The technology isn’t new, exactly, but it is not common either. Within a few years, however, systems using thermal imaging cameras could become as widespread as backup cameras are today. The system allows drivers to detect, via an infrared camera, heat radiated by people or animals some distance away from the vehicle.
For the moment, this technology has been implanted in a few luxury models. As well, manufacturers use it in their drive assist systems and autonomous-driving pilot projects.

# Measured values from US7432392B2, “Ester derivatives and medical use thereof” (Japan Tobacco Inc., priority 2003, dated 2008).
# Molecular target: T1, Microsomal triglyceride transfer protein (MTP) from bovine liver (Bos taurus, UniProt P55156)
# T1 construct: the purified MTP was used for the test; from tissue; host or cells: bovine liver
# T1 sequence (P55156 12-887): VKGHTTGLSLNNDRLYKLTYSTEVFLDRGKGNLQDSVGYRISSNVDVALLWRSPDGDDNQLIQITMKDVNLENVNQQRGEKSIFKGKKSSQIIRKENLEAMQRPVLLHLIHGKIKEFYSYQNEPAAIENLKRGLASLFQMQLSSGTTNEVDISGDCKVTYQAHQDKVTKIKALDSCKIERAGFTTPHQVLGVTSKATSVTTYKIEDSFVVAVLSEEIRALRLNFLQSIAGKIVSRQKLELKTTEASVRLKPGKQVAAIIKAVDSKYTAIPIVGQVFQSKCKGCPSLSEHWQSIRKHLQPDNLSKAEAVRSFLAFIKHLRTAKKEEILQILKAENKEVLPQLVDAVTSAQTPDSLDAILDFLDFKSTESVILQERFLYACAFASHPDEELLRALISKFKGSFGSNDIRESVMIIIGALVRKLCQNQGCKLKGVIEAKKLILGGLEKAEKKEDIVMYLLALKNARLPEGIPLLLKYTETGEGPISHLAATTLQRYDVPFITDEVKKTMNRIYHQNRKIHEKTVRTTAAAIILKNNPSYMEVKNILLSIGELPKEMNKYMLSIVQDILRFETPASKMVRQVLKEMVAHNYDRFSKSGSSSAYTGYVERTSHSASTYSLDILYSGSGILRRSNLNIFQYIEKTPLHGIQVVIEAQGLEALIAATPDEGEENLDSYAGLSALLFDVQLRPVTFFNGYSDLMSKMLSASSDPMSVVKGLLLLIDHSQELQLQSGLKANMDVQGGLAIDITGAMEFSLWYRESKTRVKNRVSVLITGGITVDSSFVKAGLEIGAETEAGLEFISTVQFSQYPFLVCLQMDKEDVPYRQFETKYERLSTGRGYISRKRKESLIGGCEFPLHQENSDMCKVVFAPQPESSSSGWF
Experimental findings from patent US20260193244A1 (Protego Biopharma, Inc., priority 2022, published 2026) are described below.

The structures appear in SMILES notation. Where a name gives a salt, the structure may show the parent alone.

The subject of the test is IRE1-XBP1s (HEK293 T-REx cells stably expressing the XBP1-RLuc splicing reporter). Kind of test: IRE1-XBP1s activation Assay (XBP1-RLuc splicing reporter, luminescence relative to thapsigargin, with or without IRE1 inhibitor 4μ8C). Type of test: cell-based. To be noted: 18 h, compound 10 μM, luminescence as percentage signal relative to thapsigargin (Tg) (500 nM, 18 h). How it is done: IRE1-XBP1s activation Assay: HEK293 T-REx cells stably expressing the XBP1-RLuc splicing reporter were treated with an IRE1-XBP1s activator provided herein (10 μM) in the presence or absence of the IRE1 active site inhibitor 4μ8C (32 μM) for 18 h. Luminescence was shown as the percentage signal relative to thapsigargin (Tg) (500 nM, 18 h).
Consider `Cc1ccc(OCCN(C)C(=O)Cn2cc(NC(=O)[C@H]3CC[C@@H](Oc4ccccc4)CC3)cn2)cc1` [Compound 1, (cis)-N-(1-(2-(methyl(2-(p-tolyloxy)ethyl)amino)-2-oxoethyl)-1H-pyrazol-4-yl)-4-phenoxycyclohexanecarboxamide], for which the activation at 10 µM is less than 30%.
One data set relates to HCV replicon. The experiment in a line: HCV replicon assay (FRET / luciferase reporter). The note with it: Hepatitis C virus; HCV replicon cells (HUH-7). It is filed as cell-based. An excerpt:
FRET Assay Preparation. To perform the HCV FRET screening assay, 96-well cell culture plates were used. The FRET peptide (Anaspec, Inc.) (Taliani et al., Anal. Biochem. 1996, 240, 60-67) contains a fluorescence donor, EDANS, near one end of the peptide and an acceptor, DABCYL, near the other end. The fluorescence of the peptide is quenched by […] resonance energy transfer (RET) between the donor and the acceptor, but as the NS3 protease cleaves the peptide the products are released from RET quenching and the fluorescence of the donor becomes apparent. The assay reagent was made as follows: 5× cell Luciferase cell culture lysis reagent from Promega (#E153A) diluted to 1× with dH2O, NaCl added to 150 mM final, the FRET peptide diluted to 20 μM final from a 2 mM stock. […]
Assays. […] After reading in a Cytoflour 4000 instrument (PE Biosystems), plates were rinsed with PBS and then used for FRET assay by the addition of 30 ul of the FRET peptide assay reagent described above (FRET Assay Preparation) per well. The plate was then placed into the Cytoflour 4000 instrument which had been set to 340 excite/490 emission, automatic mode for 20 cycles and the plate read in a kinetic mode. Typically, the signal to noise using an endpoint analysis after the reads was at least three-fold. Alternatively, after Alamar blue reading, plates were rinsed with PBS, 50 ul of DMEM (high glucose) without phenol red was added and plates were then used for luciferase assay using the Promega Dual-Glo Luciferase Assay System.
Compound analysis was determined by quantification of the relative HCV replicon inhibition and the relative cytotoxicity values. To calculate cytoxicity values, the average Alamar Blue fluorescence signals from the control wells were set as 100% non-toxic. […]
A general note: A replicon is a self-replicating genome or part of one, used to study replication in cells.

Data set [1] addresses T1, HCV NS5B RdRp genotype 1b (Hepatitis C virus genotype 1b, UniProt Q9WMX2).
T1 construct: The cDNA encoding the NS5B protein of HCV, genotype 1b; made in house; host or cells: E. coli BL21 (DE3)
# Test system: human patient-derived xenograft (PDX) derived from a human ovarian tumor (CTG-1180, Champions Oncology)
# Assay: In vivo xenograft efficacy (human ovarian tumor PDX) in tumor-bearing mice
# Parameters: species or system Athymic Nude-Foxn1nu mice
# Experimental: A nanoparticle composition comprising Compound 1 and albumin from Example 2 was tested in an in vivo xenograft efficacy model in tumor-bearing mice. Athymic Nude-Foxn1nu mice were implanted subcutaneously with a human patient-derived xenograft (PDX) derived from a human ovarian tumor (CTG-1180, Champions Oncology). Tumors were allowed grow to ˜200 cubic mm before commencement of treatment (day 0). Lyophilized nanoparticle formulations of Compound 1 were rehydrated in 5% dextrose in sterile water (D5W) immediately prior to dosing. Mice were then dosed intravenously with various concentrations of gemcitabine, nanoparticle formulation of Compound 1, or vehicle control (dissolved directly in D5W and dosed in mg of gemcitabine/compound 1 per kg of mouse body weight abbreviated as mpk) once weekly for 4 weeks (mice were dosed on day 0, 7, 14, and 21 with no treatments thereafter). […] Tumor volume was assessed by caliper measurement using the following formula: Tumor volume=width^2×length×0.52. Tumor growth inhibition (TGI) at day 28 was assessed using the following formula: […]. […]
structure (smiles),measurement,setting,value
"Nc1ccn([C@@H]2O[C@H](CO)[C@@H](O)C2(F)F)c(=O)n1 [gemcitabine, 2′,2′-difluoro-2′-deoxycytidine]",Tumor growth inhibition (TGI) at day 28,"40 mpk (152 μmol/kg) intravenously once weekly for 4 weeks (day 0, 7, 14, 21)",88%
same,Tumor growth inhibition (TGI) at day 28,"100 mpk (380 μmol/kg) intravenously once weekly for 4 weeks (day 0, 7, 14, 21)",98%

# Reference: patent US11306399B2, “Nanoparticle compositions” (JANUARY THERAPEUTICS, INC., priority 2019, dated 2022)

Starting next year, Volkswagen’s new Touareg will incorporate a system using the technology. You’ll remember that the model is destined to the European market only, and it unlikely to make it across the Atlantic. But no matter, the technology is what interests us, as it is a near-certainty that it will find its way into other vehicles before too long.
The thermal imaging camera allows for identifying pedestrians, cyclists and larger animals at distances between 10 and 130 metres (32 and 426 feet) away when driving at night. Those distances are farther than what is visible to the eye with a vehicle’s headlights.